Benthic Primary Production Budget of a Caribbean Reef Lagoon (Puerto Morelos, Mexico)
Malik S. Naumann, Carin Jantzen, Andreas F. Haas, Roberto Iglesias-Prieto, Christian Wild
PLOS ONE , 2013, DOI: 10.1371/journal.pone.0082923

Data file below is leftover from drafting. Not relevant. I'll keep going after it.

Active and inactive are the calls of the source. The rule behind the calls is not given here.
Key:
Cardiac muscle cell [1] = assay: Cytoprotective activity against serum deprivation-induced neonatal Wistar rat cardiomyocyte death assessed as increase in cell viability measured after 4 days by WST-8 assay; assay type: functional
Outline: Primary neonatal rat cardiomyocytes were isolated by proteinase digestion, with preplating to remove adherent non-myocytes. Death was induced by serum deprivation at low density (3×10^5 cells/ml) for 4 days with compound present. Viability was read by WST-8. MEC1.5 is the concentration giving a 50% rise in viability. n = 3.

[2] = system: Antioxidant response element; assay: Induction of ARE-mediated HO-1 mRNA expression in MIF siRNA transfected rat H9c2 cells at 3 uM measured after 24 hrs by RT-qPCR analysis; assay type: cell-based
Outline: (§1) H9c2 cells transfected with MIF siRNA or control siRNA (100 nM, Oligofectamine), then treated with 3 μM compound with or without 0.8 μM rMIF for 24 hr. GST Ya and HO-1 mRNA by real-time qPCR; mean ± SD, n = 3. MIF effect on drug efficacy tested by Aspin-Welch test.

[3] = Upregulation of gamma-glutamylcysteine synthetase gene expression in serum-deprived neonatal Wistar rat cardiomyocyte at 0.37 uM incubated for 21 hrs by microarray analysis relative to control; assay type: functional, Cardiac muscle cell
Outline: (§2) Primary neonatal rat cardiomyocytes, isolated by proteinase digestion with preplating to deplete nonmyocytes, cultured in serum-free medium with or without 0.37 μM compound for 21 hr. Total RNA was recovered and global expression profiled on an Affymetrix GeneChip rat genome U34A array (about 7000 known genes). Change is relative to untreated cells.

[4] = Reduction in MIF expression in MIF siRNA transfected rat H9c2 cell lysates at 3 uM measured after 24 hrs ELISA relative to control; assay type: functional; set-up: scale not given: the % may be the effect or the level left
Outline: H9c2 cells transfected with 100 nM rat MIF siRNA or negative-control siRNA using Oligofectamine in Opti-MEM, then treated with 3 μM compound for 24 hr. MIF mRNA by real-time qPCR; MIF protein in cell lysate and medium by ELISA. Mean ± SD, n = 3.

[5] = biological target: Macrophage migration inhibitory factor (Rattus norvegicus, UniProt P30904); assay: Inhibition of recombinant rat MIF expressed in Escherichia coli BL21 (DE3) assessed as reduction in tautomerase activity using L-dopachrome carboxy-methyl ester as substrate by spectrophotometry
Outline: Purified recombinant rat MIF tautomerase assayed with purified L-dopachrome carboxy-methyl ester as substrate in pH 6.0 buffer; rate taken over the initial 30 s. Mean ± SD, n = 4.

Abstract: High photosynthetic benthic primary production (P) represents a key ecosystem service provided by tropical coral reef systems. However, benthic P budgets of specific ecosystem compartments such as macrophyte-dominated reef lagoons are still scarce. To address this, we quantified individual and lagoon-wide net (Pn) and gross (Pg) primary production by all dominant functional groups of benthic primary producers in a typical macrophyte-dominated Caribbean reef lagoon near Puerto Morelos (Mexico) via measurement of O2 fluxes in incubation experiments. The photosynthetically active 3D lagoon surface area was quantified using conversion factors to allow extrapolation to lagoon-wide P budgets. Findings revealed that lagoon 2D benthic cover was primarily composed of sand-associated microphytobenthos (40%), seagrasses (29%) and macroalgae (27%), while seagrasses dominated the lagoon 3D surface area (84%). Individual Pg was highest for macroalgae and scleractinian corals (87 and 86 mmol O2 m?2 specimen area d?1, respectively), however seagrasses contributed highest (59%) to the lagoon-wide Pg. Macroalgae exhibited highest individual Pn rates, but seagrasses generated the largest fraction (51%) of lagoon-wide Pn. Individual R was highest for scleractinian corals and macroalgae, whereas seagrasses again provided the major lagoon-wide share (68%). These findings characterise the investigated lagoon as a net autotrophic coral reef ecosystem compartment revealing similar P compared to other macrophyte-dominated coastal environments such as seagrass meadows and macroalgae beds. Further, high lagoon-wide P (Pg: 488 and Pn: 181 mmol O2 m?2 lagoon area d?1) and overall Pg:R (1.6) indicate substantial benthic excess production within the Puerto Morelos reef lagoon and suggest the export of newly synthesised organic matter to surrounding ecosystems.